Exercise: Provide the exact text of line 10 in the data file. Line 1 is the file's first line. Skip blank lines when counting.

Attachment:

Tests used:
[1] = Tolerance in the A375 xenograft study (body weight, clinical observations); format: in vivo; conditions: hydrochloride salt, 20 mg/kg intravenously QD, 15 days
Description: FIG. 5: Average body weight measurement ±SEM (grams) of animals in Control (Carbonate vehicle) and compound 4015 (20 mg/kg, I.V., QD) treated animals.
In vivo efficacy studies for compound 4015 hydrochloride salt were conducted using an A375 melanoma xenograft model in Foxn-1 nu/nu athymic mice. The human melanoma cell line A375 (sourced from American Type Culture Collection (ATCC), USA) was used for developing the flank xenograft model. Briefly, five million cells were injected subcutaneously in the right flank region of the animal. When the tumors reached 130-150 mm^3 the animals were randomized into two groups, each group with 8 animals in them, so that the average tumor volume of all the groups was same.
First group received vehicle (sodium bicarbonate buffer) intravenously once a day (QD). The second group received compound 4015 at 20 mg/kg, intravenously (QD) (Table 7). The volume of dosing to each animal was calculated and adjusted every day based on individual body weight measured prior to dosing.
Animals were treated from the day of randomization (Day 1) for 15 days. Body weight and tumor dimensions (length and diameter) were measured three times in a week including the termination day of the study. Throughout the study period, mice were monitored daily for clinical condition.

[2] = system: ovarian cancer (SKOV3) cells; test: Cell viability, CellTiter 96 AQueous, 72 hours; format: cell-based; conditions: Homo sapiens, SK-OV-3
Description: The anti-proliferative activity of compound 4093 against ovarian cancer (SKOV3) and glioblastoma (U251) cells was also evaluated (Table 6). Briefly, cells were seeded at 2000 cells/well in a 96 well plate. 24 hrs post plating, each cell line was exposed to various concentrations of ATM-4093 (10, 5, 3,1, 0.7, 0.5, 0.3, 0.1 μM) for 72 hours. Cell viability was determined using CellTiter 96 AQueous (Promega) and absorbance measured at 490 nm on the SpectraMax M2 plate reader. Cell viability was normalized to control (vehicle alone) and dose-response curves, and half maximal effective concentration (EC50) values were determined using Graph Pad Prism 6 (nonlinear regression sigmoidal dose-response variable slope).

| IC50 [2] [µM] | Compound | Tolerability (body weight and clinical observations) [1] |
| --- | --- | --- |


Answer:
| --- | --- | --- |